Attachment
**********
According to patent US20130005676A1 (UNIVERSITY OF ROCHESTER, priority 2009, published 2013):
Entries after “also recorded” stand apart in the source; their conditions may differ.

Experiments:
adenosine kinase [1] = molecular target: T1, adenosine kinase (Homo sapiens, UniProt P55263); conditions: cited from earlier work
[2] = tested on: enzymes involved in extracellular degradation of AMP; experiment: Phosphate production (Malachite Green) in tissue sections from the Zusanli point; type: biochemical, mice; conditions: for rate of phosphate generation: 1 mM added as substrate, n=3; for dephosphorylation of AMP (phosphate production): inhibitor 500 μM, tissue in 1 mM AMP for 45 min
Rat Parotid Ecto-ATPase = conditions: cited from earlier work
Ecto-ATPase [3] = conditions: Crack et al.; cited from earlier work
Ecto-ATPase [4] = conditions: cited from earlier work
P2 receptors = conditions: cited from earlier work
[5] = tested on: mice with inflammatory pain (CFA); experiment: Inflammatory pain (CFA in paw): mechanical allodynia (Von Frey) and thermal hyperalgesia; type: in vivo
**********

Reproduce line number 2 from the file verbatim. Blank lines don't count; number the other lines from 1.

Entries after “also recorded” stand apart in the source; their conditions may differ.